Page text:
People wanted the ice road again this winter, and it was definitely needed, Alsleben told the Herald recently. Even with the Canada border open to nonessential travel, traffic to the Angle has been nowhere near pre-pandemic levels because of the vaccination and testing requirements and a border-crossing process many people see as too much hassle, Alsleben said.

Updates on the ice road, as needed, will be posted on the Northwest Angle Guest Ice Road-2022 Facebook page at facebook.com/nwaiceroad.

Visitors can also reach the Northwest Angle by driving through Manitoba if they meet Canada’s vaccination and testing requirements, by groomed snowmobile trails from the south end of the lake, by Bombardier tracked vehicle through Lake of the Woods Passenger Service or by air through Lake Country Air, a St. Paul-based company providing charter air service from either Baudette or Warroad.

More info: lakeofthewoodsmn.com.

Brad Dokken joined the Herald company in November 1985 as a copy editor for Agweek magazine and has been the Grand Forks Herald's outdoors editor since 1998.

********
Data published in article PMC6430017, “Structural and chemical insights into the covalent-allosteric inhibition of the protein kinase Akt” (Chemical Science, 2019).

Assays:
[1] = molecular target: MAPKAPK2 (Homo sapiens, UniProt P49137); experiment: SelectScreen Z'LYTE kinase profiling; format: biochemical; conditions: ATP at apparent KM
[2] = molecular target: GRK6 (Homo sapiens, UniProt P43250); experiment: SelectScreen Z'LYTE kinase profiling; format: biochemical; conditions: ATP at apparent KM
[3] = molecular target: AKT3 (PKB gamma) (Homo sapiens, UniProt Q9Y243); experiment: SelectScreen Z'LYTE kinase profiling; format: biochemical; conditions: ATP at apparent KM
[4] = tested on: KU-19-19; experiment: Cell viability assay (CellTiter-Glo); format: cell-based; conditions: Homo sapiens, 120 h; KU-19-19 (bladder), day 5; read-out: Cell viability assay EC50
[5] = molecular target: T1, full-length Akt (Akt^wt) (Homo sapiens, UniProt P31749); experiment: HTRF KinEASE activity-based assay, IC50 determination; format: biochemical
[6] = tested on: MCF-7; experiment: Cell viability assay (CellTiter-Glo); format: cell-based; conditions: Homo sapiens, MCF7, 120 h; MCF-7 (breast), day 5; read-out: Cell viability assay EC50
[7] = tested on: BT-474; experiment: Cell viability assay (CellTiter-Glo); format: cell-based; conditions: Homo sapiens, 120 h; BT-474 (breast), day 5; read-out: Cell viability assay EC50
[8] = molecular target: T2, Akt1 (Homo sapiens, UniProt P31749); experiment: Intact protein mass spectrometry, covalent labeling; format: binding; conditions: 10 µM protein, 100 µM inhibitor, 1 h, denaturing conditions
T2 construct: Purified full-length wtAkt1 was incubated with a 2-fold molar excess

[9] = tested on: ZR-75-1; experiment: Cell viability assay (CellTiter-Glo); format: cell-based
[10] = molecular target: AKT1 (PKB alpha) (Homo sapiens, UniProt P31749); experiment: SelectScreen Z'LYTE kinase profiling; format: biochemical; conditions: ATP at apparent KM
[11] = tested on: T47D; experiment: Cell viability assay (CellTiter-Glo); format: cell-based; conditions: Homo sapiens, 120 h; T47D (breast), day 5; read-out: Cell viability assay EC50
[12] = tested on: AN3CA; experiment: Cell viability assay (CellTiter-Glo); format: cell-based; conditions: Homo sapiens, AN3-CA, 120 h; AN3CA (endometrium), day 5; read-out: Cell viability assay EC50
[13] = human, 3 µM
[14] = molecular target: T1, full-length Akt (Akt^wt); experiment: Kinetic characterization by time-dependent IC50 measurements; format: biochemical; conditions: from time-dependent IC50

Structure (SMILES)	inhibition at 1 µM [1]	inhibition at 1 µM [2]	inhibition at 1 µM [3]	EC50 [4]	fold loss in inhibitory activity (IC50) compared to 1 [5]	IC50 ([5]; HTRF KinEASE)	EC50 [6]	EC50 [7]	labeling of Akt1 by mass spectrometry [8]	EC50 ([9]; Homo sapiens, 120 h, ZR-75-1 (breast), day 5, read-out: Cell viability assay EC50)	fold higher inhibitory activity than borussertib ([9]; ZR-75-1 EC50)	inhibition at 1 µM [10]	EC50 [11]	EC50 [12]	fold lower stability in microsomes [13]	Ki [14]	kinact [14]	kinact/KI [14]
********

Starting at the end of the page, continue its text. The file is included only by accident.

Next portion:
Besides his role as an outdoors writer, Dokken has an extensive background in northwest Minnesota and Canadian border issues and provides occasional coverage on those topics.

Reach him at bdokken@gfherald.com, by phone at (701) 780-1148 or on Twitter at @gfhoutdoor.
What to read next
It’s best to find out in advance what’s missing and won’t work. The time for such discoveries is not when you start to pitch a tent upon your arrival at the campground right at dusk on a Friday night.
Conservationists have spent years trying to stave off a national decline in hunting and fishing, but the 2020 pandemic appears to have righted a sinking ship.
After writing four editions herself, Anne Arthur invited her daughter Signy Sherman to collaborate on the the latest.
Humans have eaten venison from CWD-infected deer before and did not get the disease, but at a recent Minnesota legislative hearing on this year’s environment and natural resources bill, a leader in the state’s effort to trace CWD said the key to preventing a possible animal-human jump is identifying and slowing the spread.